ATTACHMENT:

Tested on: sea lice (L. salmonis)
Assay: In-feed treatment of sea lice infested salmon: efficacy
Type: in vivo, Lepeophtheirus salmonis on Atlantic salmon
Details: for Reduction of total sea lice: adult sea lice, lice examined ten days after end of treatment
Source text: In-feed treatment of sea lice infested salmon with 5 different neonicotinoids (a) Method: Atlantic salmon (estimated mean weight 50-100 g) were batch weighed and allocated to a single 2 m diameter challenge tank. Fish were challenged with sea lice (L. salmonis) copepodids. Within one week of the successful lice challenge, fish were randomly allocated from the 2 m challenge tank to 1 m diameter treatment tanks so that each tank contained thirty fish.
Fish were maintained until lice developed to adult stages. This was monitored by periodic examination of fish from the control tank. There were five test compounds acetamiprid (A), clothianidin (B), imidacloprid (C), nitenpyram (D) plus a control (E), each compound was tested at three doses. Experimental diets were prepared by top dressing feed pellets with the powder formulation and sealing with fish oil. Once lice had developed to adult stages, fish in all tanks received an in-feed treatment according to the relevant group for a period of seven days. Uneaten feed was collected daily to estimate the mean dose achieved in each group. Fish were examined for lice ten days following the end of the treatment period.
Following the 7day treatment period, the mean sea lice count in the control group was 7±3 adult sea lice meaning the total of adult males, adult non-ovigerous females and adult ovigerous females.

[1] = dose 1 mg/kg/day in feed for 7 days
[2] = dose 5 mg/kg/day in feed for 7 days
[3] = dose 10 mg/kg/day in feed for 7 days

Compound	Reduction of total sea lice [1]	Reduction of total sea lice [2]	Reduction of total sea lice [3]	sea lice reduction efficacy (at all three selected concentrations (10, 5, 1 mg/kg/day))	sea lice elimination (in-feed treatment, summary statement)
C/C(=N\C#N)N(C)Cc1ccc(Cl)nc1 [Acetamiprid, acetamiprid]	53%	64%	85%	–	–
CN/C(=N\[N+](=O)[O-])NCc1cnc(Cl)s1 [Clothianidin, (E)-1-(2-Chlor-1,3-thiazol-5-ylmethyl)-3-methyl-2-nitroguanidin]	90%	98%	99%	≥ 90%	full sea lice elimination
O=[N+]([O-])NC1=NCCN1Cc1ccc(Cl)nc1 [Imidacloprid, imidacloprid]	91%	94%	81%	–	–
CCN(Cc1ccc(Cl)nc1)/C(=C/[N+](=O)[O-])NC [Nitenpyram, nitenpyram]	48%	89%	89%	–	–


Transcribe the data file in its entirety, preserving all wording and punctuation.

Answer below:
Tested on: sea lice (L. salmonis)
Assay: In-feed treatment of sea lice infested salmon: efficacy
Type: in vivo, Lepeophtheirus salmonis on Atlantic salmon
Details: for Reduction of total sea lice: adult sea lice, lice examined ten days after end of treatment
Source text: In-feed treatment of sea lice infested salmon with 5 different neonicotinoids (a) Method: Atlantic salmon (estimated mean weight 50-100 g) were batch weighed and allocated to a single 2 m diameter challenge tank. Fish were challenged with sea lice (L. salmonis) copepodids. Within one week of the successful lice challenge, fish were randomly allocated from the 2 m challenge tank to 1 m diameter treatment tanks so that each tank contained thirty fish.
Fish were maintained until lice developed to adult stages. This was monitored by periodic examination of fish from the control tank. There were five test compounds acetamiprid (A), clothianidin (B), imidacloprid (C), nitenpyram (D) plus a control (E), each compound was tested at three doses. Experimental diets were prepared by top dressing feed pellets with the powder formulation and sealing with fish oil. Once lice had developed to adult stages, fish in all tanks received an in-feed treatment according to the relevant group for a period of seven days. Uneaten feed was collected daily to estimate the mean dose achieved in each group. Fish were examined for lice ten days following the end of the treatment period.
Following the 7day treatment period, the mean sea lice count in the control group was 7±3 adult sea lice meaning the total of adult males, adult non-ovigerous females and adult ovigerous females.

[1] = dose 1 mg/kg/day in feed for 7 days
[2] = dose 5 mg/kg/day in feed for 7 days
[3] = dose 10 mg/kg/day in feed for 7 days

Compound	Reduction of total sea lice [1]	Reduction of total sea lice [2]	Reduction of total sea lice [3]	sea lice reduction efficacy (at all three selected concentrations (10, 5, 1 mg/kg/day))	sea lice elimination (in-feed treatment, summary statement)
C/C(=N\C#N)N(C)Cc1ccc(Cl)nc1 [Acetamiprid, acetamiprid]	53%	64%	85%	–	–
CN/C(=N\[N+](=O)[O-])NCc1cnc(Cl)s1 [Clothianidin, (E)-1-(2-Chlor-1,3-thiazol-5-ylmethyl)-3-methyl-2-nitroguanidin]	90%	98%	99%	≥ 90%	full sea lice elimination
O=[N+]([O-])NC1=NCCN1Cc1ccc(Cl)nc1 [Imidacloprid, imidacloprid]	91%	94%	81%	–	–
CCN(Cc1ccc(Cl)nc1)/C(=C/[N+](=O)[O-])NC [Nitenpyram, nitenpyram]	48%	89%	89%	–	–